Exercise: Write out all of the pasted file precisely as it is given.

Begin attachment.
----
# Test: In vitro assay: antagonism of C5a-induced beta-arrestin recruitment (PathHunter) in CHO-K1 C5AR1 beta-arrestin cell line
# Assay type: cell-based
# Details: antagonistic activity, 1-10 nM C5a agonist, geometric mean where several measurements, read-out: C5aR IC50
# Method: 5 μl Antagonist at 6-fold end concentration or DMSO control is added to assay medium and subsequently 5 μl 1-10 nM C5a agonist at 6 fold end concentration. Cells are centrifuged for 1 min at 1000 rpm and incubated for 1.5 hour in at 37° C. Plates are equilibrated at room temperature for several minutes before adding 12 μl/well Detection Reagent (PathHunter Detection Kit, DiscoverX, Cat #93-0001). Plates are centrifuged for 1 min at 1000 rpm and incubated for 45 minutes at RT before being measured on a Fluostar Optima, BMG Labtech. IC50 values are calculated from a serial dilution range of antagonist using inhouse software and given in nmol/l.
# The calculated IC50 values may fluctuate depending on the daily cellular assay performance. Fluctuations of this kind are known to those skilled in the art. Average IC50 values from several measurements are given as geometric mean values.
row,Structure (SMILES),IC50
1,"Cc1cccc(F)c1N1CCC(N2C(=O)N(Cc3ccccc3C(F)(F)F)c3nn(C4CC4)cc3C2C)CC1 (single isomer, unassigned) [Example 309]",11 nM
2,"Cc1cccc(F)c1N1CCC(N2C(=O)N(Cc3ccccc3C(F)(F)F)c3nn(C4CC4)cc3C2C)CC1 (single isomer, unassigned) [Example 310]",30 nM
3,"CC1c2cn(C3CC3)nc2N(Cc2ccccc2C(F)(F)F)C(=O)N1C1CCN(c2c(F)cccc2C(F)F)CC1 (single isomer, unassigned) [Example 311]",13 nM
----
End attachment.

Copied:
# Test: In vitro assay: antagonism of C5a-induced beta-arrestin recruitment (PathHunter) in CHO-K1 C5AR1 beta-arrestin cell line
# Assay type: cell-based
# Details: antagonistic activity, 1-10 nM C5a agonist, geometric mean where several measurements, read-out: C5aR IC50
# Method: 5 μl Antagonist at 6-fold end concentration or DMSO control is added to assay medium and subsequently 5 μl 1-10 nM C5a agonist at 6 fold end concentration. Cells are centrifuged for 1 min at 1000 rpm and incubated for 1.5 hour in at 37° C. Plates are equilibrated at room temperature for several minutes before adding 12 μl/well Detection Reagent (PathHunter Detection Kit, DiscoverX, Cat #93-0001). Plates are centrifuged for 1 min at 1000 rpm and incubated for 45 minutes at RT before being measured on a Fluostar Optima, BMG Labtech. IC50 values are calculated from a serial dilution range of antagonist using inhouse software and given in nmol/l.
# The calculated IC50 values may fluctuate depending on the daily cellular assay performance. Fluctuations of this kind are known to those skilled in the art. Average IC50 values from several measurements are given as geometric mean values.
row,Structure (SMILES),IC50
1,"Cc1cccc(F)c1N1CCC(N2C(=O)N(Cc3ccccc3C(F)(F)F)c3nn(C4CC4)cc3C2C)CC1 (single isomer, unassigned) [Example 309]",11 nM
2,"Cc1cccc(F)c1N1CCC(N2C(=O)N(Cc3ccccc3C(F)(F)F)c3nn(C4CC4)cc3C2C)CC1 (single isomer, unassigned) [Example 310]",30 nM
3,"CC1c2cn(C3CC3)nc2N(Cc2ccccc2C(F)(F)F)C(=O)N1C1CCN(c2c(F)cccc2C(F)F)CC1 (single isomer, unassigned) [Example 311]",13 nM